He concluded this year’s speech by reiterating the advice he provided in the wake of Newtown five years ago: “The only way to stop a bad guy with a gun is a good guy with a gun.”

Having less bad guys and less guns would help too.

President Trump has been criticised for proposing to arm thousands of teachers to protect schools. He ‘clarified’ his suggestion on Twitter:

I never said “give teachers guns” like was stated on Fake News @CNN & @NBC.

What I said was to look at the possibility of giving “concealed guns to gun adept teachers with military or special training experience – only the best. 20% of teachers, a lot, would now be able to immediately fire back if a savage sicko came to a school with bad intentions.

There are about 3.2 million public school teachers in the US. 20% of that is 640,000 teachers. That is a lot of people to arm and train to a high level on an ongoing basis.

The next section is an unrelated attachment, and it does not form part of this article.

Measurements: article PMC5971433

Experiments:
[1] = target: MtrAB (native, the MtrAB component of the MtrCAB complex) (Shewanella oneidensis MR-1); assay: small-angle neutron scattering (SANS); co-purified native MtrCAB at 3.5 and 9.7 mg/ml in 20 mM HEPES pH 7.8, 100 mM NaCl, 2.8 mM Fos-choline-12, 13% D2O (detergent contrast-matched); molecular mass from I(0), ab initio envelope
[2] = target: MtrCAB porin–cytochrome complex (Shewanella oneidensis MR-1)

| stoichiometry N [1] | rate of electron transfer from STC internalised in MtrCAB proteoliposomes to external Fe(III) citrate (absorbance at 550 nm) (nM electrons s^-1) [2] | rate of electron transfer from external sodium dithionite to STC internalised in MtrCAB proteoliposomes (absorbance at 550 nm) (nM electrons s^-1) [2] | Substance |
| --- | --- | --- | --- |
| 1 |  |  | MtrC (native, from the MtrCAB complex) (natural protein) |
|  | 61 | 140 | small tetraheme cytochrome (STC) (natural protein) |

An armed policeman heard the shooting at Parkland but never went inside. Miami Herald: “A school campus cop heard the gunfire and rushed to the building but never went inside — instead waiting outside for another four agonizing minutes as Cruz continued the slaughter.” He has since resigned. What should one person do in that situation? very difficult to know.

Highly trained teachers would also serve as a deterrent to the cowards that do this. Far more assets at much less cost than guards. A “gun free” school is a magnet for bad people. ATTACKS WOULD END!

History shows that a school shooting lasts, on average, 3 minutes. It takes police & first responders approximately 5 to 8 minutes to get to site of crime. Highly trained, gun adept, teachers/coaches would solve the problem instantly, before police arrive. GREAT DETERRENT!